It may be that everyone can taste language to a certain degree
We are all capable of "hearing" shapes and sizes and perhaps even "tasting" sounds, according to researchers.
This blending of sensory experiences, or synaesthesia, they say, influences our perception and helps us make sense of a jumble of simultaneous sensations.
Oxford University scientists found that people associate lower-pitched sounds with larger and more rounded shapes.
One of the team is now working with chef Heston Blumenthal to incorporate words into a new dining experience.
Synaesthesia itself is a rare and unusual condition thought to affect less than 1% of the population.
It can takes many different forms - some people may "see sounds", in that certain sounds trigger them to see particular colours. Others might experience colours while reading those words in simple black text.
But according to Charles Spence, a professor of experimental psychology at Oxford University, we are all "synaesthetes" up to a point.
He and his co-author, Cesare Parise, tested 12 volunteers in trials during which an image flashed up on a screen at a slightly different time to one of two tones - one low-pitched and one high-pitched - being played.
There were two sets of image: a large and a small black dot, or an angular and a very rounded shape.
Dots of a certain size match tones of a certain pitch. People associate the low-pitched sound with the larger dot
The volunteers had to say which came first - the image or the tone.
The larger dots and more rounded shapes are perceived to "match" the lower-pitched sounds. And this matching and mismatching affected how well people performed on the task.
"People are better at discriminating which came first when the sound and shape don't match," explained Professor Spence.
"When the sound and the image didn't match, people found it easier to keep them separate," he said. "Whereas with a congruent pairing - a small dot and a high-pitched sound - the participant's brain seemed to bind them together more."
The team also looked at volunteers' "spatial recognition". They played sounds either the left or right of the image, and discovered that people found it easier to work out which side the sound came from if it did not "match" the image.
Particular shapes match tones of a certain pitch. People associate the high-pitched sound with the more angular shape
It seems our brains may use these synaesthetic associations, says Professor Spence, "to combine all of the different sensory cues that are hitting our receptors at any one time".
"If there are lots of other visual events at the same time, for example, if I'm at a noisy party, how do I know which face goes with which voice?" he asked.
"We can match sights and sounds that come from the same position, or those that happen at the same time, but there are problems with this.
"If you think about thunder and lightning - as things get further away from us, the sound of the thunder gets separated from the visual event of the lightning.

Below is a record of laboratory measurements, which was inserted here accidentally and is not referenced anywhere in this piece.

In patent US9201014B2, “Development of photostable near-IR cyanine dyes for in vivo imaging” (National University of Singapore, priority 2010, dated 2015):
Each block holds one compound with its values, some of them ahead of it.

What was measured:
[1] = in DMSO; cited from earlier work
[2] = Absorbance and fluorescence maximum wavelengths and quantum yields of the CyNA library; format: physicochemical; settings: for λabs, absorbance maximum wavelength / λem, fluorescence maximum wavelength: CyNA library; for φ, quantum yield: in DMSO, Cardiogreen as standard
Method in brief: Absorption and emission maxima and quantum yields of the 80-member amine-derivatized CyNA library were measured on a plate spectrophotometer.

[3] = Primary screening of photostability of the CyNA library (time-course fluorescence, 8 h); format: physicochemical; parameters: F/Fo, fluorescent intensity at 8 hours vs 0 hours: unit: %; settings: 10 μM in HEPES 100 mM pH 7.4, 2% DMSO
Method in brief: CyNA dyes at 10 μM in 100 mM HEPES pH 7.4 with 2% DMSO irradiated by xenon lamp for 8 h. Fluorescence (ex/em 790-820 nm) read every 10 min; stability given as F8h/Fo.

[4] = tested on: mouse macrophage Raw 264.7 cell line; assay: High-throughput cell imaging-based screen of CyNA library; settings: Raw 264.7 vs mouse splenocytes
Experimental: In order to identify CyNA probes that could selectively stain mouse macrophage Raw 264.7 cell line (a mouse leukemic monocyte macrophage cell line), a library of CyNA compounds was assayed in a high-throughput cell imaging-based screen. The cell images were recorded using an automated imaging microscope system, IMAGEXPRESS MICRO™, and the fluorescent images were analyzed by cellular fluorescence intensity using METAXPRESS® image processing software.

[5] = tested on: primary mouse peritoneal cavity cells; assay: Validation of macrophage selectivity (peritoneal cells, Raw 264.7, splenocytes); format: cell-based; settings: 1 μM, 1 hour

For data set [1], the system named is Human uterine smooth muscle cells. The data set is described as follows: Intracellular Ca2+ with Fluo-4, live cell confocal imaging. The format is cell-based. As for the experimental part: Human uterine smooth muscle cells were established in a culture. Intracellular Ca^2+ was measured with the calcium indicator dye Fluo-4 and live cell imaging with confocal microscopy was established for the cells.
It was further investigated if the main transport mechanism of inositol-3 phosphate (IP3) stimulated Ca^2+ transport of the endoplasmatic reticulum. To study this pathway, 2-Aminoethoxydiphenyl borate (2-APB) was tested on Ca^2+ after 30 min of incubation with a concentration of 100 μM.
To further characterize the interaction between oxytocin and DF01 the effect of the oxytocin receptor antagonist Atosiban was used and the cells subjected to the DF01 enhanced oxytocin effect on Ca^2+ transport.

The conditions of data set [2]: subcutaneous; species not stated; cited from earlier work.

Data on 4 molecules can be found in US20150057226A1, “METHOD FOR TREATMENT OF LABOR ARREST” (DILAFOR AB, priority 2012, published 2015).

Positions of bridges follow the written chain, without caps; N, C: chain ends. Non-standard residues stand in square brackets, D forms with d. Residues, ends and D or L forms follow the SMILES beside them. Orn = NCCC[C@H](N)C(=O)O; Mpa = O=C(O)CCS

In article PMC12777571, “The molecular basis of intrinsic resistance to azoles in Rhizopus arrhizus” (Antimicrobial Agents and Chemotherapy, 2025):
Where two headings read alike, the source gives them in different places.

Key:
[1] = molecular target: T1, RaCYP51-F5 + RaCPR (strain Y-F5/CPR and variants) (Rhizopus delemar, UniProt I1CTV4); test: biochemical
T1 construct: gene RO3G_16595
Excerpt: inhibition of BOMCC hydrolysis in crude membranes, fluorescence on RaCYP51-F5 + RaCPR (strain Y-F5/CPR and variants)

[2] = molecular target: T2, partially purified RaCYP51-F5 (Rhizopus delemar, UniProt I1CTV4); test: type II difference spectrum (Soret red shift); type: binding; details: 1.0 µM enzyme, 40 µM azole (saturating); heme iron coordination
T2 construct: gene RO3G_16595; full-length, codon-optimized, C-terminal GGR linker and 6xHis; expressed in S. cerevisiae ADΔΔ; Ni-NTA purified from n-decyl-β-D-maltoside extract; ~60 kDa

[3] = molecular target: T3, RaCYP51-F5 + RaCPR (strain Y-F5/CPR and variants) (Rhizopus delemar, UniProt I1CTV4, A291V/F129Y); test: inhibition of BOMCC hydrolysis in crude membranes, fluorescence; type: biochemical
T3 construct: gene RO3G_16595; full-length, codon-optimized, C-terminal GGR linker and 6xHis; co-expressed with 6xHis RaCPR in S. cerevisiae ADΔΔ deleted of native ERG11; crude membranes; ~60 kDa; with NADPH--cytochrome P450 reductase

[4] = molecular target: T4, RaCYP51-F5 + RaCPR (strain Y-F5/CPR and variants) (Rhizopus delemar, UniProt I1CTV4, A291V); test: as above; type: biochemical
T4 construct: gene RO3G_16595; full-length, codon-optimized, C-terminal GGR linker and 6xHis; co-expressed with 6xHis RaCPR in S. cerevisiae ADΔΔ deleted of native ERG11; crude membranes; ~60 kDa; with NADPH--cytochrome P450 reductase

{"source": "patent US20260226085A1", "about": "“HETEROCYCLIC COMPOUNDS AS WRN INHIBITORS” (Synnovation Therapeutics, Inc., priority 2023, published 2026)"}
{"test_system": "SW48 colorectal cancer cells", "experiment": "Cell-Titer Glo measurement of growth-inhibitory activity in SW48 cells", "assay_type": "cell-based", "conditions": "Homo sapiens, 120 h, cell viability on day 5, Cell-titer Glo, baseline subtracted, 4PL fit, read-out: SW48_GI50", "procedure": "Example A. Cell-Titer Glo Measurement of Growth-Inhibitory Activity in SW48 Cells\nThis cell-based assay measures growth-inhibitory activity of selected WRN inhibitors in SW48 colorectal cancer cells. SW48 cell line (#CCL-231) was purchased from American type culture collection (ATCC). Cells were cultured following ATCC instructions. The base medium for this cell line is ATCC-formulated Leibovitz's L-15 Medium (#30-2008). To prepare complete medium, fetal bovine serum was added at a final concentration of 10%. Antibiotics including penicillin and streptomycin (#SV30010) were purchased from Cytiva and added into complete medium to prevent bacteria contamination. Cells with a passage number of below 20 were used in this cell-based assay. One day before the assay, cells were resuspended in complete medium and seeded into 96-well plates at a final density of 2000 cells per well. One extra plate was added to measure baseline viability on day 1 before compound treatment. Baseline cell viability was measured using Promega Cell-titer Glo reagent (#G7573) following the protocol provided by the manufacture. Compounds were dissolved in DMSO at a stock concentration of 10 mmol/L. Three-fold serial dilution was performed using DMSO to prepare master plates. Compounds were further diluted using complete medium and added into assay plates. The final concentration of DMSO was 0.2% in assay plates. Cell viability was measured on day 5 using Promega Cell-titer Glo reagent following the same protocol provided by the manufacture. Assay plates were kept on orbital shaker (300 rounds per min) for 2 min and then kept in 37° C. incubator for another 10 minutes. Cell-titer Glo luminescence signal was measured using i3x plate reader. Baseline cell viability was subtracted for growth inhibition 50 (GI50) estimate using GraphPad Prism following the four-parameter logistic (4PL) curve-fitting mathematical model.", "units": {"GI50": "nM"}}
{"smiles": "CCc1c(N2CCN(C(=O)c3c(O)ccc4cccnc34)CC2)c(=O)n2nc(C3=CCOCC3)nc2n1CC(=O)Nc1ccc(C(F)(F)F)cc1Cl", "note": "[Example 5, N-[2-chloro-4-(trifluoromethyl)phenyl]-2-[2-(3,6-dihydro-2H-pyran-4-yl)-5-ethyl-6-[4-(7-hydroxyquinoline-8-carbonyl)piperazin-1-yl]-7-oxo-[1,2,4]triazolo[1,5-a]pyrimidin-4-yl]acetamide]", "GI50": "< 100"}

"And if I move my head but not my eyes, or move my eyes but not my head, that's going to introduce some misalignment between my ears and eyes - between hearing and vision.
"So this synaesthetic correspondence is a third thing that the brain can use."
The idea of a particular word "sounding" sharp or soft - is not new. But this is the first time it has been shown to directly affect the perception of "non-synaesthetes".
Eat your words
Something that all synaesthetes have in common is that particular tones or words will always elicit precisely the same colours or tastes.
Which one of these shapes is 'bouba' and which one is 'kiki'?
And Professor Spence thinks he can use this to enhance our experience of flavour.
The concept of sharp- and soft-sounding words was introduced in 1929, when Estonian psychologist Wolfgang Kohler designed an experiment that asked people to choose which of two shapes was named "bouba" and which was "kiki".
The vast majority of people choose kiki for the orange angular shape and bouba for the purple rounded shape.
Professor Spence thinks this strange language can influence our taste buds.
Working with world-renowned chef Heston Blumenthal, he is trying to directly combine an auditory experience into a dish.
"We've been giving people dishes and asking them questions about them, including is that food more of a 'bouba' or a 'kiki'? Or is it a 'maluma' or 'takete'?" he told BBC News.
Brie is "very maluma" whereas cranberries are "very takete"
He said that two of the best examples are brie, which is "very maluma", whereas cranberries are "very takete".
"The idea is that you get people to take part in the experiment by giving them two plates of food, and saying 'one of these is a takete and one is a maluma,' but not tell them which is which until they've eaten it.
The team may also, he says, make up a few new tasty-sounding words for dishes at Mr Blumenthal's restaurant. "We haven't decided which ones to use yet."
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